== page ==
EDITORIAL

Surgical intensive care - current and future challenges?

Stefan Alfred Hubertus Rohrig, Marcus D Lance, M Faisal Malmstrom
Qatar Medical Journal 2019, 2019 (2): 3
31976309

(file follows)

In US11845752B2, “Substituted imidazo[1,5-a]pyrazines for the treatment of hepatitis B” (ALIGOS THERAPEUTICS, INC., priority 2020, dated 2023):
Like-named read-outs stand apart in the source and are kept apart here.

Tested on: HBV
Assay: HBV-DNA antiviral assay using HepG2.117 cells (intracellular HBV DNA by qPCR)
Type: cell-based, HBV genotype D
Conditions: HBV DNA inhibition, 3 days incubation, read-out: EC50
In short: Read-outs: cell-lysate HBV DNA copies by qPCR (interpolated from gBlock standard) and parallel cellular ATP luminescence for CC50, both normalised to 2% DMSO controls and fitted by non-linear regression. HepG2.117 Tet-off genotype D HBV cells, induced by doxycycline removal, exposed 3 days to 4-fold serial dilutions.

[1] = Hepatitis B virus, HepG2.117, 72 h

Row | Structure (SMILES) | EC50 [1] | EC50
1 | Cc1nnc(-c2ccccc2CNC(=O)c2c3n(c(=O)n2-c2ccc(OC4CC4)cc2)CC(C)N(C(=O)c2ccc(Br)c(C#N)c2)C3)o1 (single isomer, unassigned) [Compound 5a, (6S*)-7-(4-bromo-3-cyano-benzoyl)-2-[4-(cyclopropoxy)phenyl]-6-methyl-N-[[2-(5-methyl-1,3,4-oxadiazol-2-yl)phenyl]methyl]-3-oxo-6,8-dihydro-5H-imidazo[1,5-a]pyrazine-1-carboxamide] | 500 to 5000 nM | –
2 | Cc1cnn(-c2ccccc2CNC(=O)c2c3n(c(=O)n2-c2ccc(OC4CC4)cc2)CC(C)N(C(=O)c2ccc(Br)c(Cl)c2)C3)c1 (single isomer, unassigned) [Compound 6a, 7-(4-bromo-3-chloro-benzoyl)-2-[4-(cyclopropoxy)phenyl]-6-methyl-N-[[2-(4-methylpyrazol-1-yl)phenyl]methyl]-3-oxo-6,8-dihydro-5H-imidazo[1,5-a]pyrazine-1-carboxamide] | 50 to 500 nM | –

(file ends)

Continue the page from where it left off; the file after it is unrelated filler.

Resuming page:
Bjorn Ibsen, an anesthetist who pioneered positive pressure ventilation as a treatment option during the Copenhagen polio epidemic of 1952, set up the first Intensive Care Unit (ICU) in Europe in 1953. He managed polio patients on positive pressure ventilation together with physicians and physiologists in a dedicated ward, where one nurse was assigned to each patient. In that sense Ibsen is more or less the father of intensive care medicine as a specialty and also an advocate of the one-to-one nursing ratio for critically ill patients. Nowadays, the Surgical Intensive Care Unit (SICU) offers critical care treatment to unstable, severely, or potentially severely ill patients in the perioperative setting, who have life-threatening conditions and require comprehensive care, constant monitoring, and possible emergency interventions. Hence there is one very specific challenge in the surgical setting: the intensivist has to manage the patient flow starting from admission to the hospital through to the operating theater, in the SICU, and postoperatively for the discharge to the ward. In other words, the planning of the resources (most frequently availability of beds) has to be optimized to prevent cancellations of elective surgical procedures but also to facilitate other emergency admissions. SICU intensivists take the role of arbitrators between surgical demand and patient's interests. This means they supervise the safety, efficacy, and workability of the process with respect to all stakeholders. This notion was reported in 2007 when Stawicki and co-workers performed a small prospective study concluding that it appears safe if the dedicated intensivist takes over the role of the last arbitrator supported by a multidisciplinary team.1 However, demographic changes in many countries during the last few decades have given rise to populations which are more elderly and sicker than before. This impacts on the healthcare system in general but on the intensivist and the ICU team too. In addition, in a society with an increased life expectancy, the balance between treatable disease, outcome, and utilization of resources must be maintained. This fact gains even more importance as patients and their families claim "high end" treatment. Such a demand is reflected looking at the developments that have taken place over the last 25 years. Mainly, the focus of intensive care medicine was on technical support or even replacement of failing organ systems such as the lungs, the heart, or the kidneys by veno-venous extracorporeal membrane oxygenation (VV-ECMO), veno-arterial ECMO (VA-ECMO), and continuous veno-venous hemofiltration (CVVH) respectively. This means "technical care" became a core capability and expectation of critical care medicine. In parallel, medical treatment became more standardized. For example, lung protective ventilation strategies, early enteral feeding, and daily sedation vacation are part of modern protocols. As a consequence, ventilator time has been reduced and patients therefore develop delirium less frequently. These measures, beside others, are implemented in care bundles to improve the quality of care of patients by the whole ICU team. The importance of specialty trained teams was already pointed out 35 years ago when Li et al.,2 demonstrated in a study performed in a community hospital that the mortality was decreased if an ICU was managed 24/7 by an on-site physician. The association of improved outcomes and presence of a critical care trained physician (intensivist) has been shown in several studies since that time.3,4,5,6 A modern multidisciplinary critical care team consists at least of an intensivist, ICU nurse, pharmacist, respiratory therapist, physiotherapist, and the primary team physician. Based on clinical needs, the team can be supplemented by oncologists, cardiologists, or other specialties. Again, this approach is supported by research: a recent retrospective cohort study from the California Hospital Assessment and Reporting Taskforce (CHART) on 60,330 patients confirmed the association between improved patient outcome and such a multidisciplinary team.7 If such an intensive care team makes a difference, why do not all patients at risk receive advanced ICU-care? It was already demonstrated by Esteban et al., in a prospective study that patients with severe sepsis had a mortality rate of 26% when not admitted to an ICU in comparison to 11% when they were admitted to an ICU.8 Meanwhile, we know that early referral is particularly important, because for ischemic diseases the timing appears to make a difference in terms of full recovery. So, the following questions arise: Should intensive care be rolled out to each ward and physical admission to an ICU or be restricted to special cases only? For this purpose, the so-called "Rapid Response Teams" (RRT) or "Medical Emergency Team" (MET), which essentially are a form of an ICU outreach team, were implemented. The name, composition, or exact role of such team varies from institution to institution and country to country. Alternatively, should all ward staff be educated to recognize sick patients earlier for a timely transfer to a dedicated area? This would mean that ICU-care would be introduced in the ward. A first attempt to answer this question, whether to deploy critical care resources to deteriorating patients outside the ICU 24/7, was given by Churpek et al.9 The success of the rapid response teams could be related to decreased rates of cardiac arrest outside the ICU setting and in-hospital mortality. Interestingly, an analysis of the registry database of the RRT calls in this study showed that the lowest frequency of calls occurred between 1:00 AM to 6:59 AM time period. In contrast, the mortality was highest around 7 AM and lowest during noon hour. This indicates that not simply the availability of such a team makes a difference but also the alertness of the ward-teams is of high importance to identify deteriorating patients in a timely manner. Essentially, this would necessitate ward staff being trained to provide a higher level of care enabling them to better recognize when patients become sicker to avoid a delayed call to the ICU. Alternatively, a system in which the intensivist plays a major role in daily ward rounds could be beneficial. So, the ward doctor should become an intensivist. However, the latter means the ICU is rolled out across the whole hospital which would consume a huge amount of resources. Another option would be 24/7 remote monitoring of patients at risk that notifies the intensivist or RRT in case of need. The infrastructure, technology, and manpower to put this in place also has associated costs. As the demand for ICU care will rise further in the future, intensivists will play an even more important role in the healthcare system that itself is under enormous economic pressure to ensure the best quality of care for critically ill patients. Besides excellent knowledge and hard skills, intensivists need to be team players, communicators, facilitators, and arbitrators to achieve the best results in collaboration with all involved in patient treatment.